Antitrust laws protect both consumers and employees from anti-competitive practices. These laws are an essential part of any free market system. Monopolies and other accumulations of wealth or influence almost invariably lead to restraints on trade that harm both businesses and individuals. A single company that holds a monopoly over a particular product or geographic area has little to no incentive to set prices based on the conditions of the market. Companies that agree to fix prices do similar harm to competitors and consumers. Employees rely on a competitive job market, which enables them to seek out better opportunities with other employers. Some employers may attempt to restrain the mobility of their employees by entering into agreements with other companies to refrain from recruiting or hiring one another’s employees. These are commonly known as “no-poach” agreements, and they can have a major impact on employees. New Jersey’s Attorney General recently announced that, along with several other states, it is investigating alleged no-poach agreements among fast-food franchisees.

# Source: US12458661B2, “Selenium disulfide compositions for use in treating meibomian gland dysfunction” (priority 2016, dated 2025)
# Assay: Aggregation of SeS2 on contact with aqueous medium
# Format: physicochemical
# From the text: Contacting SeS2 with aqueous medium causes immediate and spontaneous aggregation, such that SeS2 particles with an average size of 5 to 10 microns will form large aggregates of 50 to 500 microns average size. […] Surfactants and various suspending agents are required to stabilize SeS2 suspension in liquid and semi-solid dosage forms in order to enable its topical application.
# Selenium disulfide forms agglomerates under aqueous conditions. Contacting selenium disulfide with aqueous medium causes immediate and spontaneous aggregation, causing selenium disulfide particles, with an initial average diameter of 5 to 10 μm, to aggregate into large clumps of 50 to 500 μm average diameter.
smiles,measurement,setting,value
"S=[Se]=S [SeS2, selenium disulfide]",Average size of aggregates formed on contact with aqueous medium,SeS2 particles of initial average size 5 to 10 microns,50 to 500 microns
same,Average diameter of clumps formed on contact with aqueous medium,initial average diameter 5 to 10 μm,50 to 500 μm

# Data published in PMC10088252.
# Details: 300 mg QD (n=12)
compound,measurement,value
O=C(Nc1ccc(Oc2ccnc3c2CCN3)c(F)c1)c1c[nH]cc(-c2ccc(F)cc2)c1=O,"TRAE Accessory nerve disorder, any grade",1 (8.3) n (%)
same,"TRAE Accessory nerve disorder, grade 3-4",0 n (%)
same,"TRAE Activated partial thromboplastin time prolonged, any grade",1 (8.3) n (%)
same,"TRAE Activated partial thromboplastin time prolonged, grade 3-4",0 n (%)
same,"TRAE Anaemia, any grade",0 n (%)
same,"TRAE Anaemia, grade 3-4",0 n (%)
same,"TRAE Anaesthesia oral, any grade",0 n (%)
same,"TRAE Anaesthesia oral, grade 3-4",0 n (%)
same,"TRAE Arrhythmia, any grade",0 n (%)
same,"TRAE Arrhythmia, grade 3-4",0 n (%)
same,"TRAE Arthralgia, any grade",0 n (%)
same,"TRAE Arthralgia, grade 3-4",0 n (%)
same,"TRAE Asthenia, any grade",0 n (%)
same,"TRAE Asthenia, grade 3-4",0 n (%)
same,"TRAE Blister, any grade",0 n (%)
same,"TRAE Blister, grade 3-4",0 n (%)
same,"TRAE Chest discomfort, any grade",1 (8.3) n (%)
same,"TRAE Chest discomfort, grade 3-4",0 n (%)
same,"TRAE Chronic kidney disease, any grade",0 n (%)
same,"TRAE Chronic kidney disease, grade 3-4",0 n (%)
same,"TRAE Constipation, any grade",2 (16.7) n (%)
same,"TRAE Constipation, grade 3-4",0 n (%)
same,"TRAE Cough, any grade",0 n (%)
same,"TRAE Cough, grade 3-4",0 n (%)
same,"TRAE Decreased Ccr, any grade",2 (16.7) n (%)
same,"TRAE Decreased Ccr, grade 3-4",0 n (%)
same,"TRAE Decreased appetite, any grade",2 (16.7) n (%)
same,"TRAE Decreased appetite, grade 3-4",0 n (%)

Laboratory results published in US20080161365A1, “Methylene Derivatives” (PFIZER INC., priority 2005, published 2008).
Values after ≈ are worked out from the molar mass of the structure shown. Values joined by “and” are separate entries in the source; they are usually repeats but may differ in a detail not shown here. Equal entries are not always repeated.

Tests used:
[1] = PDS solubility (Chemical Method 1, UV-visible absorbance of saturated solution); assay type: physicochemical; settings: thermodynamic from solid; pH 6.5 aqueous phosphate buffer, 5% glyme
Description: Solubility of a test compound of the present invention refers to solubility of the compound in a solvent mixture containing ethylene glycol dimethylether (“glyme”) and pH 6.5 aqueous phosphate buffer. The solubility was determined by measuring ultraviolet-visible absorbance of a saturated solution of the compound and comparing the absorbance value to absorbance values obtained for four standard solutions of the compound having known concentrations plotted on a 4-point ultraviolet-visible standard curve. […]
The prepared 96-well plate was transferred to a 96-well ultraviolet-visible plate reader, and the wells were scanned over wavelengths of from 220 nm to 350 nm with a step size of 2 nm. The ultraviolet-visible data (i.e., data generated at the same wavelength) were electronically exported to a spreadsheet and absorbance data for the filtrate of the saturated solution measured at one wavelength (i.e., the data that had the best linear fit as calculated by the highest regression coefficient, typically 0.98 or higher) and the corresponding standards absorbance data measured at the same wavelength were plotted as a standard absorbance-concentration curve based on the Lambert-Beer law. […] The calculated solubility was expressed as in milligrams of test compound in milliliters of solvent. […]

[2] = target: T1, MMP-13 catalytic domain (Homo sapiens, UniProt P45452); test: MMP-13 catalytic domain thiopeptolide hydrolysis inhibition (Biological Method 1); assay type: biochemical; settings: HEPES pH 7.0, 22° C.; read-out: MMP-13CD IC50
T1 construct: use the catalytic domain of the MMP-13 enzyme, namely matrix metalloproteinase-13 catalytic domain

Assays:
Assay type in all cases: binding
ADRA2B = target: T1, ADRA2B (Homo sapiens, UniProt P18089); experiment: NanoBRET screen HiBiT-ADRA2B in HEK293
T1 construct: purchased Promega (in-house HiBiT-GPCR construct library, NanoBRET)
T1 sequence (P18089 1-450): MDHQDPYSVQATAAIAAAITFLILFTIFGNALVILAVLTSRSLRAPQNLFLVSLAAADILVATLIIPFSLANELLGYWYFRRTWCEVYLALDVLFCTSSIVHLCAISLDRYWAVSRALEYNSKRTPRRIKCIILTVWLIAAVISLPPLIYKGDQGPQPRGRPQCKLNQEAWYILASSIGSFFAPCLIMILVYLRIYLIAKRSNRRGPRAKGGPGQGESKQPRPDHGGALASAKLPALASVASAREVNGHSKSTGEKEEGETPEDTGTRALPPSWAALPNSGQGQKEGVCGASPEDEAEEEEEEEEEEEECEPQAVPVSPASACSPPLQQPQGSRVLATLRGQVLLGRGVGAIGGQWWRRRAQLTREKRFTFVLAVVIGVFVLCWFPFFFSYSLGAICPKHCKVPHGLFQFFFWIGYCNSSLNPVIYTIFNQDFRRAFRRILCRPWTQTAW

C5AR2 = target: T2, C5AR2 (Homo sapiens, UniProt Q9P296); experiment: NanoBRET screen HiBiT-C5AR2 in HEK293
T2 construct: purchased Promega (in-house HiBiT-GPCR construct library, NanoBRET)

When employers enter into no-poach agreements, employees may find themselves unable to advance in their chosen careers. Workers cannot seek to move to a higher position, often with higher pay, at another company if that company has agreed ahead of time not to hire them. They are therefore at the mercy of their current employers. A press release from the New Jersey Attorney General quotes the state’s Labor Commissioner, who stated that no-poach agreements can keep workers from looking for jobs with better pay, better opportunities, or a better location. These agreements therefore “exploit low-wage workers who are most in need of job protections.”
The Antitrust Division of the U.S. Department of Justice (DOJ) has conducted its own series of investigations into alleged no-poach agreements over the past few years. In an April 2018 update, it noted that competitive markets for employees and jobs are subject to “the same rules” as consumer-oriented markets for goods and services. This applies both to no-poach agreements and wage-fixing agreements, in which employers agree to set a range or upper limit for employee compensation. The DOJ announced a plan in late 2016 to pursue criminal antitrust charges against companies that use “naked” no-poach and wage-fixing agreements, i.e. agreements that “are not reasonably necessary to any separate, legitimate business collaboration.”